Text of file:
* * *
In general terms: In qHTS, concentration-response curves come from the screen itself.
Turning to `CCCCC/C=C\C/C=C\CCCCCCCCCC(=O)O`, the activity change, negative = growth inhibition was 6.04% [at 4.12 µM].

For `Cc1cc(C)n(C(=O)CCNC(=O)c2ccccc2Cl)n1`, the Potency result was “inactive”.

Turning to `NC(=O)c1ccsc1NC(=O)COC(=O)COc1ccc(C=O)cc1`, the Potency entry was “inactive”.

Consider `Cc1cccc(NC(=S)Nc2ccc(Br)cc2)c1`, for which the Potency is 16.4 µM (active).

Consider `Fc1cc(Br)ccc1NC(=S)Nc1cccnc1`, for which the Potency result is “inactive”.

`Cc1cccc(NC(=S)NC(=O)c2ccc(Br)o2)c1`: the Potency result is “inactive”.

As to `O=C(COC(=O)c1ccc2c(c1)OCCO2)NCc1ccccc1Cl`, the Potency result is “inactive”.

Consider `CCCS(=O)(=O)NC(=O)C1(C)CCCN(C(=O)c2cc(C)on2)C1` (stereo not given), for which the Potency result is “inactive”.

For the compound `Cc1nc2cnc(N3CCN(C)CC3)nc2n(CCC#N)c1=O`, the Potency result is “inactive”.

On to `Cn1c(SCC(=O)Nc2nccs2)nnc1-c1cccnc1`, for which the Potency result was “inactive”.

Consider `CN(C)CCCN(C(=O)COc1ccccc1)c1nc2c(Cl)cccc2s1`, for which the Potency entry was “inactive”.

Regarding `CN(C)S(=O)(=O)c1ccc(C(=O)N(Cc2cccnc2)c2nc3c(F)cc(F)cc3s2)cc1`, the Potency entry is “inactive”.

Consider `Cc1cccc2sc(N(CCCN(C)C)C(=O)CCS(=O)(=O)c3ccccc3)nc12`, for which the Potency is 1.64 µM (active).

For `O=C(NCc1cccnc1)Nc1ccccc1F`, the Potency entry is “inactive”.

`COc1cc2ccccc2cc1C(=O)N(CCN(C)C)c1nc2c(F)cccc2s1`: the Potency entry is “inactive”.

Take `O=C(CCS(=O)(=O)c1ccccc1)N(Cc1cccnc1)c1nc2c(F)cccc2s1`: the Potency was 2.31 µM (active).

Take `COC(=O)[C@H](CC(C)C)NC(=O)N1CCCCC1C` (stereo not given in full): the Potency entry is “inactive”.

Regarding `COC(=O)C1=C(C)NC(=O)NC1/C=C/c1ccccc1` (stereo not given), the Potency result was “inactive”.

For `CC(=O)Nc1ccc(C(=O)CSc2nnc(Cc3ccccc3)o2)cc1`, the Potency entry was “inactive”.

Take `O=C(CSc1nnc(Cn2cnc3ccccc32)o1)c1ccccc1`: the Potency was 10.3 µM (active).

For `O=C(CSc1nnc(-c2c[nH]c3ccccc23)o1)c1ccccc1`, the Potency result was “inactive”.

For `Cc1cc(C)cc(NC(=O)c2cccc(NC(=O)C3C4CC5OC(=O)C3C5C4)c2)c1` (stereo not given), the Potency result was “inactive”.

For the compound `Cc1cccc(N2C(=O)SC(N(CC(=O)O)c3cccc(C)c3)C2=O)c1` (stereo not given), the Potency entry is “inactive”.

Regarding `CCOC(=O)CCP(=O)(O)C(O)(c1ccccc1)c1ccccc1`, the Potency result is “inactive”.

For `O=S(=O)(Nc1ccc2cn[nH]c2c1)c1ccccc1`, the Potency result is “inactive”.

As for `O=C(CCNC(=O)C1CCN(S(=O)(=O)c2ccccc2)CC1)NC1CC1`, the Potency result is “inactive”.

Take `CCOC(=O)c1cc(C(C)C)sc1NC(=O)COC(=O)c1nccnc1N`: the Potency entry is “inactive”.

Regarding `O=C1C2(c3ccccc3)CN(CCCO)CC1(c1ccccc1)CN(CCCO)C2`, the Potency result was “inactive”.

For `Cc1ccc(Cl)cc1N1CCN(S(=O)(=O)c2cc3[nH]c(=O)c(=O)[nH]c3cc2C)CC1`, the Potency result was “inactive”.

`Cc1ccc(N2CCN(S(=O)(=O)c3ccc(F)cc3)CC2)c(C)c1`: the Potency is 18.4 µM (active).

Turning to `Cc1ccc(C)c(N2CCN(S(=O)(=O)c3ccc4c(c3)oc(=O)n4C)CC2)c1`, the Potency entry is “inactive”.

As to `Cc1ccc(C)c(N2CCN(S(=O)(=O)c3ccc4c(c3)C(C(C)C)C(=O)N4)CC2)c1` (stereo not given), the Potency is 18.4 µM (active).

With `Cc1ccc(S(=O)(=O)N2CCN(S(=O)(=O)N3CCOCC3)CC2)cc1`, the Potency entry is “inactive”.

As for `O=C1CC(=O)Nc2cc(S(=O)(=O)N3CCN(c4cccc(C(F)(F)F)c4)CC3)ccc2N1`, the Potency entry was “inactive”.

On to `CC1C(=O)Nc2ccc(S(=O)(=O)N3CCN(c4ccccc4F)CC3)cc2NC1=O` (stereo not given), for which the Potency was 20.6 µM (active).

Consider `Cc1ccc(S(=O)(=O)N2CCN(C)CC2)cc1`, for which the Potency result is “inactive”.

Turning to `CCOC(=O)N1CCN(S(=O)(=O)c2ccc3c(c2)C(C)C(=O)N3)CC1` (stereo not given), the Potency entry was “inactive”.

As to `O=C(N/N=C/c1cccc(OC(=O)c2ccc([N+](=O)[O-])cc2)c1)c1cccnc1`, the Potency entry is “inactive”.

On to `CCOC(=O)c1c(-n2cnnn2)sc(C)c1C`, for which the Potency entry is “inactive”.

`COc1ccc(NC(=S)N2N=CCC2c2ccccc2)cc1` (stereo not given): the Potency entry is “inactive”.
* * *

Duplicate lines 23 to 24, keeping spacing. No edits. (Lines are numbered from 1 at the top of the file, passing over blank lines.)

For `Cc1cc(C)cc(NC(=O)c2cccc(NC(=O)C3C4CC5OC(=O)C3C5C4)c2)c1` (stereo not given), the Potency result was “inactive”.

For the compound `Cc1cccc(N2C(=O)SC(N(CC(=O)O)c3cccc(C)c3)C2=O)c1` (stereo not given), the Potency entry is “inactive”.